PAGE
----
Silicon Valley Bank representatives approached SolarCity (NASDAQ:SCTY.DL), a leader in cleantech innovations; discussing opportunities to help companies in this industry manage their finances better. SVB, as it is referred to by locals, has a high regard for companies in this sector given the fact that there is a general need for these companies and the technologies they are building.
Trends in clean energy innovations
In the past, the focus was on solar energy and using renewable energy resources for commercial use. The focus is shifting to attract residential homeowners and small business owners to this style of living. Cleantech investor Matthew Sullivan from Palmetto said, "The emerging companies mentioned above have innovations available that are slated to provide more options for clean, green technology based lifestyles."
The auto industry has already accomplished this rapidly with electric cars and smarter fuel options such as biodiesel and other biofuels that are created from recycled oils.
Also trending is saving consumer's money on energy costs in their homes. This comes from LED lighting options to smart homes and 100 % solar or wind powered homes.
The advancements in clean technology are also warranting the growth of smart grids. Silicon Valley is the ideal testing location for smart grids given the amount of available land that is already set aside for these projects.
Trending energy storage dilemmas
One of the big problems with clean energy is finding a way to store the energy on a larger scale. Large smart grids are an option, but are far too costly. One suggestion is to create micro-grids that will power smaller areas at one time.
Each would be connected to a larger scale sub-station type grid as a control center so-to-speak.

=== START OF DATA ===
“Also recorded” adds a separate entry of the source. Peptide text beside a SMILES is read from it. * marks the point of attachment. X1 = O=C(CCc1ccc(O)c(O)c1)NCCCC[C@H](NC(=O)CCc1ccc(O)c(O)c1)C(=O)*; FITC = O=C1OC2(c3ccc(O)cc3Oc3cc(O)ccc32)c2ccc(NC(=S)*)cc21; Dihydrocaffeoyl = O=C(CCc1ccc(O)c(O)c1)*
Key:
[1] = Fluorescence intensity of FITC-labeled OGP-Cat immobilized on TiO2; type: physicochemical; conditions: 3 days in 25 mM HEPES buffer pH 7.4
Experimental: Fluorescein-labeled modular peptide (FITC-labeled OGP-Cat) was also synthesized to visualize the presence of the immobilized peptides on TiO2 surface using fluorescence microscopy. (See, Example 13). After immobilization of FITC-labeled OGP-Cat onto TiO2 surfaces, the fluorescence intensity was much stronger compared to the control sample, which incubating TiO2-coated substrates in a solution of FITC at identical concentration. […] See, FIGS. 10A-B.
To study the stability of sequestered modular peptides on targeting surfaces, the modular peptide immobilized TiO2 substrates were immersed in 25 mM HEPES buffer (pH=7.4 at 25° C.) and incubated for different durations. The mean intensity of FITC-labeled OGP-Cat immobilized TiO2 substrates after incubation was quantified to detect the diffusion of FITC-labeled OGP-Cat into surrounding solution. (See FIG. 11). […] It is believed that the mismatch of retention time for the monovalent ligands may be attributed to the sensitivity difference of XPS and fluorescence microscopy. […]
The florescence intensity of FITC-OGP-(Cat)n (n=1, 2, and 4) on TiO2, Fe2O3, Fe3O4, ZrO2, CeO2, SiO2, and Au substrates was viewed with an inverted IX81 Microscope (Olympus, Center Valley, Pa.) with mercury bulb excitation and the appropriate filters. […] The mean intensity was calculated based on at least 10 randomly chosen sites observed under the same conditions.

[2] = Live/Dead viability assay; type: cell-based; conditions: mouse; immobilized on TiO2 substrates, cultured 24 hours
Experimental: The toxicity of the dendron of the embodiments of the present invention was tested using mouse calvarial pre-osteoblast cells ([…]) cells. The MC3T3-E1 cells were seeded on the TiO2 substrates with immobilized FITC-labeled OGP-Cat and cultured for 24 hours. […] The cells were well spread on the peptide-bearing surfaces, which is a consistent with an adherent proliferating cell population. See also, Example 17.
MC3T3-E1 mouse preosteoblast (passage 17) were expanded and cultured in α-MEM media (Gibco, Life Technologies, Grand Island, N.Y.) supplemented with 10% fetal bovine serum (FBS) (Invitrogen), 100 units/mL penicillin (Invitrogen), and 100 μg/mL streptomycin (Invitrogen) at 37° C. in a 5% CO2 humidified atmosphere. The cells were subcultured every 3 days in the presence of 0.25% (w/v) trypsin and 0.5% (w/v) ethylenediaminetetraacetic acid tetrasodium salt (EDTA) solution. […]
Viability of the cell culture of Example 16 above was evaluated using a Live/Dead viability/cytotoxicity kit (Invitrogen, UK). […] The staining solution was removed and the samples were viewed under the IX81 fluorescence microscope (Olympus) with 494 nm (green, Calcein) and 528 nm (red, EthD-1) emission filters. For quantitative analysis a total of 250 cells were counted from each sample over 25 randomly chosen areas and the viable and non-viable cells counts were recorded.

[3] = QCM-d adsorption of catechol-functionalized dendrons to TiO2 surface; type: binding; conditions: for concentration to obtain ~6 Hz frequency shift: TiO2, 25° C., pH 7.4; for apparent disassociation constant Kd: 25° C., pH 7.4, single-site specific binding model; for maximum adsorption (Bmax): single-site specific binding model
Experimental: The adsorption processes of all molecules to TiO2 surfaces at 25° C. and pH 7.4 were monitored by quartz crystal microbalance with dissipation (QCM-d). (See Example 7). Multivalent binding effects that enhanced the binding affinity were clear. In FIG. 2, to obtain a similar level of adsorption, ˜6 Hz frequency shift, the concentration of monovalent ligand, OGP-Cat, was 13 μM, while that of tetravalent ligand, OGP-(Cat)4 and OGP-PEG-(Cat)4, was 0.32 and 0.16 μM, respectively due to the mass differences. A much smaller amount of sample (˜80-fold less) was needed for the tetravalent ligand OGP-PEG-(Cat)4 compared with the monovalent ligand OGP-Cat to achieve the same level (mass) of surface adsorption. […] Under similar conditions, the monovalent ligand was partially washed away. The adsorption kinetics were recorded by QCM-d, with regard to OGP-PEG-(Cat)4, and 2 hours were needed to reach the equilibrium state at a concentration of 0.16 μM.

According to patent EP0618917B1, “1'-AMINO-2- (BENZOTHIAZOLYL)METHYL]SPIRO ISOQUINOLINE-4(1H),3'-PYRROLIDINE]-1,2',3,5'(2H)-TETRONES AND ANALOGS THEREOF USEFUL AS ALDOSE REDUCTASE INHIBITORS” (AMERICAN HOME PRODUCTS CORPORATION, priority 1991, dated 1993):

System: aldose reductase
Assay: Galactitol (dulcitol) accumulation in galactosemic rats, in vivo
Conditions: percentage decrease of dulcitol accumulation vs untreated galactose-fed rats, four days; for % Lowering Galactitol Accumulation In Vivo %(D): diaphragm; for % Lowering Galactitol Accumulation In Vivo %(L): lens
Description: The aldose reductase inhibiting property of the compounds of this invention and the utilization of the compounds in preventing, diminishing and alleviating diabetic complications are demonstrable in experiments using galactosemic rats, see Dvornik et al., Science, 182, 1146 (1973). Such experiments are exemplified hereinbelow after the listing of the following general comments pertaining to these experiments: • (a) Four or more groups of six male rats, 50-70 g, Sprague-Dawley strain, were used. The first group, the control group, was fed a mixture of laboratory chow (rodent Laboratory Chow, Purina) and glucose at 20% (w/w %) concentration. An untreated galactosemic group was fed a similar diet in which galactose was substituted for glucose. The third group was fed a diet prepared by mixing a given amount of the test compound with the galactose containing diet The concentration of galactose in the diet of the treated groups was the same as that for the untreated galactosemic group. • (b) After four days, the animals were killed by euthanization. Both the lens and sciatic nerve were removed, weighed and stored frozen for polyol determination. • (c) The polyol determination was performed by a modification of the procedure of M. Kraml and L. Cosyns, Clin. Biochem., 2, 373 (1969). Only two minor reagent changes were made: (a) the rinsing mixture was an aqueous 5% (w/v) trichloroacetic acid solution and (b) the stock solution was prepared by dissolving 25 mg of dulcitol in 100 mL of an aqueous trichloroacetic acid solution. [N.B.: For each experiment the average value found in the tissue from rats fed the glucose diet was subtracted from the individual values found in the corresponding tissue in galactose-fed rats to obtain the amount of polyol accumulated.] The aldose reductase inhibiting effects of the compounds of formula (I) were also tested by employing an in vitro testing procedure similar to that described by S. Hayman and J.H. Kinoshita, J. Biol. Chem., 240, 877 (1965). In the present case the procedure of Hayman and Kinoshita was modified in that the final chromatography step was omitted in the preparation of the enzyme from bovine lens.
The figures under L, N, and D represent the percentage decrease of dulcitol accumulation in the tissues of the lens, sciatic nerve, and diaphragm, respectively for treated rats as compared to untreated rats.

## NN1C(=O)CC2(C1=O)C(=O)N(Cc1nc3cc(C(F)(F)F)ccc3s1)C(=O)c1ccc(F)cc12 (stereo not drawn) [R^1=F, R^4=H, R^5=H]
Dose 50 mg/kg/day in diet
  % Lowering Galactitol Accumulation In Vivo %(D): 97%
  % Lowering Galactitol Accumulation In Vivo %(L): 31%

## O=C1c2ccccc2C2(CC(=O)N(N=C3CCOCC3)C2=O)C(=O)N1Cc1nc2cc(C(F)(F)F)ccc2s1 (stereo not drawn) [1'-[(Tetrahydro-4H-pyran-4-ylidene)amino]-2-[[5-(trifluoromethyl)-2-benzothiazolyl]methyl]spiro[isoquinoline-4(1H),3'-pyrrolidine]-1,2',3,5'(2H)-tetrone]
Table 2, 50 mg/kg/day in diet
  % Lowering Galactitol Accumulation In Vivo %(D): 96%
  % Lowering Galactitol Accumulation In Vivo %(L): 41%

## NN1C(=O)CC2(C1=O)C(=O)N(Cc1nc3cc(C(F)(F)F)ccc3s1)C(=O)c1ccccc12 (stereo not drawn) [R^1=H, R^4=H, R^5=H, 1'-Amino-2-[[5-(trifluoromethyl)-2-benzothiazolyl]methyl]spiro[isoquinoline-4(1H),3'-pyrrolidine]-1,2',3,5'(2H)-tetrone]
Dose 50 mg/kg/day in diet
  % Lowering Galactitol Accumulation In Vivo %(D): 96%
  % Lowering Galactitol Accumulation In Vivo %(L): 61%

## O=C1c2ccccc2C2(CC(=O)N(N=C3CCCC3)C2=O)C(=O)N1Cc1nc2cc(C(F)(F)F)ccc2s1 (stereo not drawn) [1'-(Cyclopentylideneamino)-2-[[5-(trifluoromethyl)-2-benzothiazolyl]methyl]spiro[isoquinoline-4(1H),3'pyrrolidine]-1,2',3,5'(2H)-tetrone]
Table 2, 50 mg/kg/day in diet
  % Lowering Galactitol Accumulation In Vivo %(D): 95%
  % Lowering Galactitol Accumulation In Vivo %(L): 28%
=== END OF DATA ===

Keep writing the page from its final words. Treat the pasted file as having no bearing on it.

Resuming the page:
Other emerging trends in clean energy technology
Teaching solar finance or ways to promote the use of solar energy that is financially efficient is gaining in popularity. Also on the rise are water technologies, such as maintaining enough drinking water for the nation while using water for green technology purposes.
Expansion is expected in 2014 in regards to sustainable wind power from turbines. Using these turbines on a larger scale for entire cities is the direction that innovators wish to go in this year.
It is a fact that clean energy technologies grow faster on smaller scales. This is why smaller sectors, such as Silicon Valley, have succeeded. Innovations and trends come and go in this industry, which is why funding also comes and goes. Start-up companies with ideas that can grow and build with technology are gaining the attention of investors on many scales as of late. This means that smart investors, venture capitalists and even the likes of Warren Buffett are investing in the future of cleantech operations and start-up companies as well.
Drew Hendricks has no position in any stocks mentioned. The Motley Fool recommends SolarCity. The Motley Fool owns shares of SolarCity. Try any of our Foolish newsletter services free for 30 days. We Fools may not all hold the same opinions, but we all believe that considering a diverse range of insights makes us better investors. The Motley Fool has a disclosure policy.